Weekend Link Roundup (April 25-26, 2015)
April 26, 2015
Our weekly roundup of noteworthy items from and about the social sector. For more links to great content, follow us on Twitter at @pndblog....
In the aftermath of a major natural disaster like the powerful earthquake that struck Nepal yesterday, early assistance -- in the form of money -- is the best and most effective kind of assistance. On her Nonprofit Charitable Orgs blog, Joanne Fritz shares other ways to help victims of a natural disaster.
Nearly $10 billion in relief and reconstruction aid was committed to Haiti after the devastating January 2010 earthquake in that impoverished country. Where did it all go? VICE on HBO Correspondent Vikram Gandhi reports.
Has the education reform movement peaked? According to em>New York Times columnist Nick Kristof, "The zillionaires [who have funded the movement] are bruised. The idealists are dispirited. The number of young people applying for Teach for America, after 15 years of growth, has dropped for the last two years. The Common Core curriculum is now an orphan, with politicians vigorously denying paternity." Which is why, says Kristof, it might be time to "refocus some reformist passions on early childhood."
On the Center for Effective Philanthropy blog, Johanna Morariu, director of the Innovation Network, shares five grantmaker and nonprofit practices "that undermine or limit the ability of nonprofit organizations to fully engage in evaluation."
What is social fundraising? Liz Ragland, senior content and marketing associate at Network for Good, explains.
Nonprofit With Balls blogger and Game of Thrones fan Vu Le has some issues with the donor-centric model of fundraising. "When [it's] done right," he writes, "it’s cool; when it’s done wrong, we sound like the used car salesmen of justice...."
Foundations -- and nonprofits -- "need to bring a sharper focus to performance. They've known that for years," writes Marc Gunther on his Nonprofit Chronicles blog. "That’s a polite way to say it," but, he adds,
foundations need to do more than provide support for performance assessment. They need to insist that nonprofits measure their impact. Teachers didn't ask students if they wanted to take tests; they required them.
Foundations should do the same. Politely, of course.
Gary Hamel's recap in the Harvard Business Review of an address by Pope Francis to the leaders of the Roman Curia is a couple of weeks old, but the wisdom in it is, well, timeless.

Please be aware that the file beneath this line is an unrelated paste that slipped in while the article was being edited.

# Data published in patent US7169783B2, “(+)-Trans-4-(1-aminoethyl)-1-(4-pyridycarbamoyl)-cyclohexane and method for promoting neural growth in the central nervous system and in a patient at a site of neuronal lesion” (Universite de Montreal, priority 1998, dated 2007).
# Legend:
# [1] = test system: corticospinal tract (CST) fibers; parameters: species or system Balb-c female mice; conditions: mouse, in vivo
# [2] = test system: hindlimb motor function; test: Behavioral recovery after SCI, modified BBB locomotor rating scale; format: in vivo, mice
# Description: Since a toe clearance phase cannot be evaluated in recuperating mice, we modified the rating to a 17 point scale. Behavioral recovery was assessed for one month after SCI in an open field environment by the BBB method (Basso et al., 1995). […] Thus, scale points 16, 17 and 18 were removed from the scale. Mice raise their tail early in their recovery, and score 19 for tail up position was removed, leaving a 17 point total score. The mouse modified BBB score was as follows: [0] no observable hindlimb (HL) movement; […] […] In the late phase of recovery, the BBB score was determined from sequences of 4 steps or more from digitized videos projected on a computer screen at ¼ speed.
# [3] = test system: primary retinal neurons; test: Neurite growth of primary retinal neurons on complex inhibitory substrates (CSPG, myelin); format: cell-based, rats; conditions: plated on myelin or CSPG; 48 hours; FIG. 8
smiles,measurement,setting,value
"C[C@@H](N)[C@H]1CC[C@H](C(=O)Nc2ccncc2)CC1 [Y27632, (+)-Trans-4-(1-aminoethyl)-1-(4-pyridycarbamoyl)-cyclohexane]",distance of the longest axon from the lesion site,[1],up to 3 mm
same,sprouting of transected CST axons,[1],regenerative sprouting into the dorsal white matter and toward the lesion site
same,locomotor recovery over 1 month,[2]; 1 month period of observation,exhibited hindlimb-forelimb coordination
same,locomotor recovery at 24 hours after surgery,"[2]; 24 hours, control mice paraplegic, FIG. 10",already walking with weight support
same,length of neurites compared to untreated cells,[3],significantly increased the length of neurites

In a guest post on Beth Kanter's blog, Joan Garry, the "Dear Abby" of nonprofit leadership, argues that two trends, the rapid growth of the nonprofit sector and the retirement, in ever-greater numbers, of boomer CEOs, "lead...to one inescapable conclusion. We need a new generation of leaders...."
Couldn't make it to the Council on Foundation's annual conference in San Francisco? No worries. You can watch CoF president Vikki Spruill's opening remarks here.
In Forbes, CauseWired founder Tom Watson suggests that the idea "the Clinton Foundation has been less than forthcoming in its disclosure of data is preposterous, unfair, and unworthy of anyone interested in the truth...."
The Chronicle of Philanthropy's Megan O'Neil reports on efforts by thousands of nonprofits and foundations to galvanize the attention of high-ranking leaders and ordinary citizens around the SDGs -- the "successors to the eight millennium-development goals, or MDGs, set by the UN in 2000."
"[I]n the spirit of improving together," the Walton Family Foundation's Karen Minkel and Marc Holley share a story on the Philanthropy Roundtable blog about how the foundation "evaluated a failed strategy and used the findings and input from community leaders to alter [its] investments in the Arkansas and Mississippi Delta." What did the foundation learn? For starters, they write, the idea
that one organization and one plan could succeed where both the private and public sectors have failed was perhaps too audacious. At the very least, our theory of change was wrong. We know how to fund meaningful particular projects in the Delta. But, like others who've embarked on comprehensive community change efforts, we haven't discovered the way to help transform an entire community....
UK-based consultant Jake Hayman, founder of Future First, shares twenty things that "some (not all) foundations do some (not all) of the time that I don't think they should do."
"[E]very single one of us has something unique and...important to contribute to the larger world, writes Nell Edgington on her Social Velocity blog. "It could be a work of literature, a portfolio of photographs, a game-changing idea. The human race does not possess just a handful of geniuses,... rather every human possesses genius within him. Sometimes that genius is artistic, sometimes it’s political, sometimes it’s entrepreneurial, or it may be something completely different. It is up to each of us to figure out what our genius is and put in the tireless effort...to unearth and [share it]...."
That's it for now. What have you been reading/watching/listening to? Drop us a line at email@example.com or via the comments box below....